From circling books to a deep dive 

by Robyn Woods

When I was a kid, we would get the Scholastic catalog to take home.  This paper catalog had all of the new scholastic books that were available to be ordered.  I would sit at home and circle all the books that I wanted. My mom would then go through the titles and pick out a couple to buy. I would then get a little envelope with the small order slip to give to my teacher.  I would take such good care of the envelope until I could return it to school.  Then, just a few weeks later, the new books would arrive, and I was elated to see them and bring them home. 

My process as a librarian is actually pretty similar. Here at the library, I get the Kirkus review to review books and read about them before I purchase them.  This is certainly a much longer process than just circling books from a catalog, but it is a necessary step to make sure that I am buying quality books for the library.  I also reference The School Library Journal as it is full of information about new books, including what is popular with kids of all ages. Anyone who is around me when new books come in knows that I still have an animated enthusiasm when I look at the new books, just like I did when I was a kid.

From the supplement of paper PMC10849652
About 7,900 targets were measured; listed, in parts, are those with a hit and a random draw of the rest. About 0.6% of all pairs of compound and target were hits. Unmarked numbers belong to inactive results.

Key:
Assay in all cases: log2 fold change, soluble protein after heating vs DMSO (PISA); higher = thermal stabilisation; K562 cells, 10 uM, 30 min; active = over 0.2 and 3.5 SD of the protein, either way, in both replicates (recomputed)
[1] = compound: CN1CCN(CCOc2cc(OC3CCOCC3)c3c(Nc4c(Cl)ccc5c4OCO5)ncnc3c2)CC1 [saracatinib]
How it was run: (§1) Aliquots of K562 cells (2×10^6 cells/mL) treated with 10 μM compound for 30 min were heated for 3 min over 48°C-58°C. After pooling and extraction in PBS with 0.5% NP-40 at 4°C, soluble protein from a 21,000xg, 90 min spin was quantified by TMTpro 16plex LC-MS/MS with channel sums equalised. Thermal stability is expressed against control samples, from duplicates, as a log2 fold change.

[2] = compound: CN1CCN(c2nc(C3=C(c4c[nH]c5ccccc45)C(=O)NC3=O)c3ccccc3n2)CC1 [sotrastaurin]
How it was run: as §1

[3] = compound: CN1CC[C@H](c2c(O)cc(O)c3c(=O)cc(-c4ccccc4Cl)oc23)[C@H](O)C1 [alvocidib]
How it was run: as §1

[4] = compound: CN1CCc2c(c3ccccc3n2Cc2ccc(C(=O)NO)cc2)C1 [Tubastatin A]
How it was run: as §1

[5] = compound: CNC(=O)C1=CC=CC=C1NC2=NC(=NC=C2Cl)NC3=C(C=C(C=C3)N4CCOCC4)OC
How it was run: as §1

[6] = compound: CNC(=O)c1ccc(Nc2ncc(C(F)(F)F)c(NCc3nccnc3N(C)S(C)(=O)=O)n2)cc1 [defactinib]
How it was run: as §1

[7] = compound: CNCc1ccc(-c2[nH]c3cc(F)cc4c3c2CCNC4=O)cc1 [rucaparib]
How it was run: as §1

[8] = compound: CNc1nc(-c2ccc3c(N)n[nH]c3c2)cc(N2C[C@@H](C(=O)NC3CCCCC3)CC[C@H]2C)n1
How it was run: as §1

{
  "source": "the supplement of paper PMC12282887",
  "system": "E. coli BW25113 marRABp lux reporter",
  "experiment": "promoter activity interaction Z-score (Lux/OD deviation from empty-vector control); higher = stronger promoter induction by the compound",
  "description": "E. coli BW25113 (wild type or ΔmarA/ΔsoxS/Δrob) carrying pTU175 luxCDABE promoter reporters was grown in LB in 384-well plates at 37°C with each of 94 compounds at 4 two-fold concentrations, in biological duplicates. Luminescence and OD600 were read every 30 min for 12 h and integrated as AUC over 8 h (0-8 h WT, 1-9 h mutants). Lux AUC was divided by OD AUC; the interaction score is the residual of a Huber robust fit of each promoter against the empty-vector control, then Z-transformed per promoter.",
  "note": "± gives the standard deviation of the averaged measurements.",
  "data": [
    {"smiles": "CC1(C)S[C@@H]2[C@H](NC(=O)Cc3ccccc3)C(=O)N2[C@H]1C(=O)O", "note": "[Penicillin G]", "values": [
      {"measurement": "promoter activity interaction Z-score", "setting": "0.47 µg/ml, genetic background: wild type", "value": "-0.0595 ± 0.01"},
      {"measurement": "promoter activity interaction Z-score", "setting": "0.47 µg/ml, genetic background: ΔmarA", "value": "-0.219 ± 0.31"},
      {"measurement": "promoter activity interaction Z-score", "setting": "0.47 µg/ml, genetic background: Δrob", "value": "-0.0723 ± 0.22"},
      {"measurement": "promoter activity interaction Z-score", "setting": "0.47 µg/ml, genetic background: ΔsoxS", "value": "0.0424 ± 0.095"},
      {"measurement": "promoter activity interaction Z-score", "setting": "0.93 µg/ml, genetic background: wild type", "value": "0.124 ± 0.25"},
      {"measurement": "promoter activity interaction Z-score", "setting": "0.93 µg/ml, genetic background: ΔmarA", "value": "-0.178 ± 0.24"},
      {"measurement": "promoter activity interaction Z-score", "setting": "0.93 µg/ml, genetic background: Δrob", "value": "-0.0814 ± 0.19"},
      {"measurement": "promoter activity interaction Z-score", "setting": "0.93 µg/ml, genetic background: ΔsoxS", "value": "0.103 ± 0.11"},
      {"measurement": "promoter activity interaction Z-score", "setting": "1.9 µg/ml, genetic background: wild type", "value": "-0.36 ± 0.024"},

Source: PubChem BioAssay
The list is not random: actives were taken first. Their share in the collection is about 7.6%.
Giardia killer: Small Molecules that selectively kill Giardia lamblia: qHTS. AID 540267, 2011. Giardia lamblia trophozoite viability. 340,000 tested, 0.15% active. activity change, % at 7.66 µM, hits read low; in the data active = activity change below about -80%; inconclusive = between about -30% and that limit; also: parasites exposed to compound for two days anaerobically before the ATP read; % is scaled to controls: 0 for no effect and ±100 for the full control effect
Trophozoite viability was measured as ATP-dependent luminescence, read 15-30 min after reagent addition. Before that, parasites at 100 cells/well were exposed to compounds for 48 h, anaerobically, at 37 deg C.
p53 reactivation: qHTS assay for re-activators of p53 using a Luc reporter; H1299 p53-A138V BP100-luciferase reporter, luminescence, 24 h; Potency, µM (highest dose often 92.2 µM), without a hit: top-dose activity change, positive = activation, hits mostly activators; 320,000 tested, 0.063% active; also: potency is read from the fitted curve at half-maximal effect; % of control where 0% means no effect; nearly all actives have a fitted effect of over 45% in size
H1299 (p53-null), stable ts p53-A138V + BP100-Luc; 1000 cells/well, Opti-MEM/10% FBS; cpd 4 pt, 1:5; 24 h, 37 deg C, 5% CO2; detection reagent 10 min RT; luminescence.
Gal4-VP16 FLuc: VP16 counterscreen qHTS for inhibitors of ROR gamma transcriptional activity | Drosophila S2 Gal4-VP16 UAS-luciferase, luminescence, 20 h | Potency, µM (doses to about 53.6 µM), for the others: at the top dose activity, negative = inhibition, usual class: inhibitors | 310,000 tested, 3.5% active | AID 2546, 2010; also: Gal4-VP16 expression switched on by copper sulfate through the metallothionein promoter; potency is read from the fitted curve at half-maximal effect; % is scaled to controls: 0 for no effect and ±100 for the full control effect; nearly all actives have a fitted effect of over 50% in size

Collection maintenance is an important part of being a librarian.  While it doesn’t sound thrilling, it is one of the best parts of being a librarian.  But with new books also come replacements.

There are many ways in which a book can get damaged.  It can be used as a coaster, have ripped pages, or be left in the rain. When it is time to say goodbye to a well-loved book, I can re-order it so that it can be enjoyed for generations to come. 

When ordering new books, I do my best to keep up with our ever-changing world. When I purchase non-fiction books, I pick the most recent titles with up-to-date information. With fiction titles, I look at what kids are interested in today.  This includes books with characters from the latest popular Disney movie or Netflix show. When there is a series that I am constantly asked for, such as Magic Tree House, I always make sure to order the next book in the series.  I also include books with diverse characters and inclusive storylines. As much fun as I have selecting new materials, I do put a great deal of effort into making sure that children like what we have here, learn something, and are engaged in what they are reading.  It is delightful to see a book I picked out get taken home and, for a short time, be a part of someone’s world. 

Robyn Woods is Youth Services Librarian/Coordinator for the Adams County Library System

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